In this episode, we share the story of a dermatologist who danced her way into a serious medical board investigation. Tune in for an exclusive look at this national story. We discuss legal considerations for patient privacy, provider scope of practice, and reputation management.
Listen to the full episode using the player below, or by visiting one of the links below. Below is the episode’s transcript which has been edited for readability. If you have any questions or would like to learn more, email us at firstname.lastname@example.org.
Intro: [00:00:00] Welcome to Legal 123’s with ByrdAdatto. Legal issues, simplified through real client stories and real world experiences. Creating simplicity in 3, 2, 1.
Brad: Welcome back to another episode of Legal 123’s with ByrdAdatto. I’m your host, Brad Adatto. I’m here with my co-host Michael Byrd.
Michael: Thanks Brad. As a business and health care law firm, we meet a lot of interesting people and learn their amazing stories. As you know, Brad, this season, we’re spicing things up a bit.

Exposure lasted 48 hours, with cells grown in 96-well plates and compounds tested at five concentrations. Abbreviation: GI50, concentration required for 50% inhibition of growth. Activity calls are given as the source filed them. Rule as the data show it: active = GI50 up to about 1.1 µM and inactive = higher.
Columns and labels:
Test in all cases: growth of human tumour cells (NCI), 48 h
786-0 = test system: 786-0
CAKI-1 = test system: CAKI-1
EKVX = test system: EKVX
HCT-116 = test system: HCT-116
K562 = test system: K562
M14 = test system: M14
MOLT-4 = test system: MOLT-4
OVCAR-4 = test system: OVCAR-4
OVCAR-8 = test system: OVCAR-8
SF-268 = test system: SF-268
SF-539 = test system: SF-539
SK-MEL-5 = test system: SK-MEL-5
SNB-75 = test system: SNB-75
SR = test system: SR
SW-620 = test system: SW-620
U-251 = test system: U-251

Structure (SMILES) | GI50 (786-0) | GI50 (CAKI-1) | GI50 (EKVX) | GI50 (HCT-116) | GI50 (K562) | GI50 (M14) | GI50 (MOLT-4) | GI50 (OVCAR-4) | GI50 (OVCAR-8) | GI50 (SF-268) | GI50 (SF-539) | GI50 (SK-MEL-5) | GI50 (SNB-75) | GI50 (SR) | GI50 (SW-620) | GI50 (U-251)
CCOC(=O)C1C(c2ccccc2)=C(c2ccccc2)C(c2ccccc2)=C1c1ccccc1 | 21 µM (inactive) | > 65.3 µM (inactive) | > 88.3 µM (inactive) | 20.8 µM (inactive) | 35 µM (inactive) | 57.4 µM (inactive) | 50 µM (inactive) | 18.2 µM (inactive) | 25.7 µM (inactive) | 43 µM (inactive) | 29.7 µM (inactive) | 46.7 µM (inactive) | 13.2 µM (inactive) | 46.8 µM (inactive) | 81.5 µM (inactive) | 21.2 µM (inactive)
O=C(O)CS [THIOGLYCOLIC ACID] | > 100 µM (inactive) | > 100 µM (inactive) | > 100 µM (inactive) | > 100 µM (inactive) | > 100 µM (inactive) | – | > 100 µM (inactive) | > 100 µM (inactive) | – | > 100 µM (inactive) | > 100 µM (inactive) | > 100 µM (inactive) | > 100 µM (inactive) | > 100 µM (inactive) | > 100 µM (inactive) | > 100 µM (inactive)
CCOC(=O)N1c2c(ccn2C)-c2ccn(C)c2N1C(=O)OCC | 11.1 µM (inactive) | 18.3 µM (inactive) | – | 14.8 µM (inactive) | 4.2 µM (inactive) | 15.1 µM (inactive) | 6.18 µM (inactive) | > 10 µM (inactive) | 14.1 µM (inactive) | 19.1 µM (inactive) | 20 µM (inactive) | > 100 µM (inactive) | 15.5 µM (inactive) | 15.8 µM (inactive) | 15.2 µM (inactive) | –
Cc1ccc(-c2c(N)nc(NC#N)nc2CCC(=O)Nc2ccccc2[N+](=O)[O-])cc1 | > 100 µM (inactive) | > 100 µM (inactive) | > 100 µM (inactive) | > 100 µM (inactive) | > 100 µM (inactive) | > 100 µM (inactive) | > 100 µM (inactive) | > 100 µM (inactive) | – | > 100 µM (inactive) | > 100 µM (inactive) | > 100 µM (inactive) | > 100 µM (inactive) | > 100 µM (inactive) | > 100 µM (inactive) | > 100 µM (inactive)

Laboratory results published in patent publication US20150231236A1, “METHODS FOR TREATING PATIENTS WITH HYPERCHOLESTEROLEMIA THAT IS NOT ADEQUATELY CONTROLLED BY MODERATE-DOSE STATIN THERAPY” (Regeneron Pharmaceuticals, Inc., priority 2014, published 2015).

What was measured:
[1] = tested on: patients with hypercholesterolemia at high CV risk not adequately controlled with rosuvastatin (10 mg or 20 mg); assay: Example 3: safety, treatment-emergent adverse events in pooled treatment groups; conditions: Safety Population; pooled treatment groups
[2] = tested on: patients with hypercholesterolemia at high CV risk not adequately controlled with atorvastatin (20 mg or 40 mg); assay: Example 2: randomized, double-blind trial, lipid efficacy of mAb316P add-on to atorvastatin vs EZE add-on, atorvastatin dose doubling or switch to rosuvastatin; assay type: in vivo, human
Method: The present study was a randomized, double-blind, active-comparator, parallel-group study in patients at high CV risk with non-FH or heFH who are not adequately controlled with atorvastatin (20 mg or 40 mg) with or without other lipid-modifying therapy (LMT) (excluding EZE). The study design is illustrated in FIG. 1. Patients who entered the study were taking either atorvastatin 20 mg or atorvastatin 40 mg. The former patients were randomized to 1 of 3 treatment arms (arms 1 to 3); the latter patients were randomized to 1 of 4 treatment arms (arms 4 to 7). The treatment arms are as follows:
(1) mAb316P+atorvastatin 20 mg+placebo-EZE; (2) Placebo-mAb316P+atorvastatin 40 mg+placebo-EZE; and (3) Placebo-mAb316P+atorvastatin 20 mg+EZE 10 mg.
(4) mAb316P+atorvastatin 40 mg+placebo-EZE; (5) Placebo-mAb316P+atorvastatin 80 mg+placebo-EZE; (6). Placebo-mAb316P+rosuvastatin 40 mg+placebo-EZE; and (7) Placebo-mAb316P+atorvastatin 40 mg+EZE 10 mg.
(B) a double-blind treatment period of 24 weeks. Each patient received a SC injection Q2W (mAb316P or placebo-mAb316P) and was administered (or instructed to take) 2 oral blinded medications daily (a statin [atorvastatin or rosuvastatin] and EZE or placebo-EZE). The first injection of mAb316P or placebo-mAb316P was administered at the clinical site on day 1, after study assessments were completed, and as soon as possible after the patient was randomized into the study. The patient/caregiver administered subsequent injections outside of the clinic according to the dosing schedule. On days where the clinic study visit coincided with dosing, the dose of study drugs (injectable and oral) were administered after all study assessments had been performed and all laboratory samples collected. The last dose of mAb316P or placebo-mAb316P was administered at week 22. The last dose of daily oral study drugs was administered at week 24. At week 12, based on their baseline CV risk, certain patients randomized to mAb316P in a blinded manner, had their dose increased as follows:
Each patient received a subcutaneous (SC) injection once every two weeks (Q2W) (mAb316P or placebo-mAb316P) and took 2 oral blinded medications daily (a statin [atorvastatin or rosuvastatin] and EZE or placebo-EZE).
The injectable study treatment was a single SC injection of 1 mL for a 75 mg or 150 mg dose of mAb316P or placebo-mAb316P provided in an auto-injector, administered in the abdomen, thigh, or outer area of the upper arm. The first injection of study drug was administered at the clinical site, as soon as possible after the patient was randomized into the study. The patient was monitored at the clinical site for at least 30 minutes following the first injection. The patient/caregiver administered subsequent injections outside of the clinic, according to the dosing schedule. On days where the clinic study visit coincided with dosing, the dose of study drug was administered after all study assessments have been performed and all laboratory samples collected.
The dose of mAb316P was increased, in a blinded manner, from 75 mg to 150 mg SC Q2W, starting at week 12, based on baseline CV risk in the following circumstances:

Michael: We are here to talk about OPP: Other people’s problems.
Brad: Well, and for those listening for the first time this season, Michael, tell them what we’re doing with OPP.
Michael: We’re gonna tell public stories in the news, and then talk about some legal lessons that can be learned from these fascinating stories, and Brad, what I like about that is that we don’t have to be as restrictive, cause it’s not attorney client privileged information.
Brad: This is true. It is in the public. Now before [00:01:00] we get to today’s OPP story, I wanna ask you, what does the cabbage patch, the robo cop, the running man and the Roger rabbit have in common?
Michael: Well, Brad, we’re roughly the same age so I do know that those are some sweet dance moves.
Brad: That’s right. There’s some dance moves that every kid from the eighties tried to master or break themselves, trying to master. Of course, that goes along with the moonwalk, the worm, and everyone’s favorite the sprinkler. What was your go-to dance move from the eighties, Michael?
Michael: Hmm. I’m gonna have to go with the bus driver.
Brad: That’s another good one, audience members. Only an old man, like Michael would know that and of course I laugh because I know about it too.
Brad: Okay. Since most of these moves have to do with dancing kind of by yourself or kind of as a group. Did you ever learn, Michael, how to swing dance or two step.
Michael: Brad. I hate to confess this, but dancing is not like [00:02:00] typing.
Brad: Oh, so you did not go to state dancing.